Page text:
What about self-immolation in other, less glorious circumstances? It has happened in our very own Buddhist community. In 1985, Mahadhammavir, an elderly Indian Order member, whose health was beginning to fail, and who did not wish to become a burden either to the Order, or to his family – a particularly significant matter in India – attempted to burn himself to death beneath the full moon one midnight at the back of our retreat centre at Bhaja. He was discovered, and dragged from his pyre. Even so, he spent the remaining twenty-four hours of his long life seemingly unaffected by the pain that he must have borne consequent to his fatal burns. He had worked indefatigably in his last few years to spread the Dharma. Sangharakshita, the founder of the Triratna Buddhist Order and community, was so moved by Mahadhammavir’s nobility of spirit that he wrote a long poem commemorating his death.


How then are we to view the recent wave of Tibetan auto-cremations? As there is no tradition of self-immolation in Tibetan Buddhism, it seems likely that Quang Duc’s example triggered them, as it was so widely reported. Moreover, although he was not politically motivated, his self-immolation had a huge political impact and is widely regarded as the event which, five months later, triggered the collapse of the South Vietnamese Government. While I sympathise deeply with the plight of the Tibetan people and hope that one day Tibet will be free of its Chinese tyranny, I for one cannot see that any number of Tibetan auto-cremations are likely to bring about their desired end. Sadly, the world is not interested enough.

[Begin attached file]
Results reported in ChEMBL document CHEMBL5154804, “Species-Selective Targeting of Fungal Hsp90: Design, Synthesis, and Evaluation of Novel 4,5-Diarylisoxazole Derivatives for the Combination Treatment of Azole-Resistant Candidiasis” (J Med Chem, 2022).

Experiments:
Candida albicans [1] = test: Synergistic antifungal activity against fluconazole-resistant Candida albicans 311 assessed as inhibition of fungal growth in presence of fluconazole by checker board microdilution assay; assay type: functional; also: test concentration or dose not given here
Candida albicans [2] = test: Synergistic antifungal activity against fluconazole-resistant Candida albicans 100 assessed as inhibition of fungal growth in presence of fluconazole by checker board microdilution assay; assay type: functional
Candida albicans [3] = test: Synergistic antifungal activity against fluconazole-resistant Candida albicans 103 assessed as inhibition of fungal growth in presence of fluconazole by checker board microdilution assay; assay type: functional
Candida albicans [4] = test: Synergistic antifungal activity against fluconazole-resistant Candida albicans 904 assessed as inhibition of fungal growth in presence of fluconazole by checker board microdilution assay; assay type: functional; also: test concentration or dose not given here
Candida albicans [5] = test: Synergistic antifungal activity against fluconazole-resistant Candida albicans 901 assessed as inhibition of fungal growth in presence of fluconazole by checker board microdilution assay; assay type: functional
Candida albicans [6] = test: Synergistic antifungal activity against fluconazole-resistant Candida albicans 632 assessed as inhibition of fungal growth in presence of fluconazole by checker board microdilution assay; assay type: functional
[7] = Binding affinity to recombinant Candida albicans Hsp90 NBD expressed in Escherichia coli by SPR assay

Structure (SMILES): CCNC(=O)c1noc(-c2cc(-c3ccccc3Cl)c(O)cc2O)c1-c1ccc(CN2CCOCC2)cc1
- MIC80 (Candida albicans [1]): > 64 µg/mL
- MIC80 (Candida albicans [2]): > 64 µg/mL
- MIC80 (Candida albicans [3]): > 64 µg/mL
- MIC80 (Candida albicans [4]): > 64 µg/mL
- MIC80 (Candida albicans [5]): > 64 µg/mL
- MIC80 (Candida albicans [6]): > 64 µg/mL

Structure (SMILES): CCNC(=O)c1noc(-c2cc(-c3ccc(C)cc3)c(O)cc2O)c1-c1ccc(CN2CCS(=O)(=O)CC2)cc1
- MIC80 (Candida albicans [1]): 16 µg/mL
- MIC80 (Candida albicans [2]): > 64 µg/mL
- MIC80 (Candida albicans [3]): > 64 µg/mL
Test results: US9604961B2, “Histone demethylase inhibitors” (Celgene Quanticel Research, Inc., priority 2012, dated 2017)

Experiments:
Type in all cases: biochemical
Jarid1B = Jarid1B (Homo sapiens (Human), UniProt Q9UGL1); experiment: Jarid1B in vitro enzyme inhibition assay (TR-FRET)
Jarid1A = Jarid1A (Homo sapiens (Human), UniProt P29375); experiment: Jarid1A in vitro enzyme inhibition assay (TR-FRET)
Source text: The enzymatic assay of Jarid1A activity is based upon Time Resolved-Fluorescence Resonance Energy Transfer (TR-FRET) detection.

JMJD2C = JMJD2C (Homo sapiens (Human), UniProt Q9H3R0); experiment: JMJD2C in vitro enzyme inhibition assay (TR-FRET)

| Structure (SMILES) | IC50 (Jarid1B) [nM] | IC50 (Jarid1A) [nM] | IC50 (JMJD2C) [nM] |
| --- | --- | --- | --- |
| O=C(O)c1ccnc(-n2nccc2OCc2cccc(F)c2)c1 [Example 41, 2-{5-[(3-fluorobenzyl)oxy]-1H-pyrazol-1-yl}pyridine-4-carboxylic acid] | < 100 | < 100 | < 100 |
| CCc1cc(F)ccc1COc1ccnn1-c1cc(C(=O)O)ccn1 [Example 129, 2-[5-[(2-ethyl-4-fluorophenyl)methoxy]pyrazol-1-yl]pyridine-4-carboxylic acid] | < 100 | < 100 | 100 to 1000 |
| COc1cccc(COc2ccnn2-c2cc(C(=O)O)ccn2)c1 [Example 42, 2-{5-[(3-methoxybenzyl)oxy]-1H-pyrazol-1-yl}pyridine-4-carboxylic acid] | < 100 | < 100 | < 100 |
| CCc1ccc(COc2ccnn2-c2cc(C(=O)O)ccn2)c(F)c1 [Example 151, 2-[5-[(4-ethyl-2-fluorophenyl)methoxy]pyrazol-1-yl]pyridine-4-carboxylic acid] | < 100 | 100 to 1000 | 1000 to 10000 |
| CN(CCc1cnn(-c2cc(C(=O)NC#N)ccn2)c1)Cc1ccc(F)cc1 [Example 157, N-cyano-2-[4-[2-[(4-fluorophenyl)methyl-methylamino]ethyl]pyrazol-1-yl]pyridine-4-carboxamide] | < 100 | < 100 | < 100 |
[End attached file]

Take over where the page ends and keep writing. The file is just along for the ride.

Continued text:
From a Buddhist perspective, the ethical status of any individual act is determined by the intention behind it. This holds true whether we regard self-immolation simply as a method of suicide or as a discrete phenomenon. But that is problematic because it is very easy to rationalise unskilful mental states, giving them a positive spin. As I hope will be clear from this account, it can be particularly difficult to determine the mental state behind a person taking his life (suicide) or giving it (self-immolation). It is further complicated by the fact that often we act with mixed motives. Furthermore, as in the case of the Tibetans of the recent wave, I am left with an uneasy question: are they really giving their lives? More than that, if they are, for what are they giving them – for their country, or for the truth as taught by the Buddha? Their actions seem to blur several lines. Perhaps that would not matter if one could be confident that they were acting for the benefit of all, but after 142 self-immolations, given the implacability of the Chinese Government, it is difficult to see that they are benefitting anybody. I think it is time this tragic episode was brought to a close. ■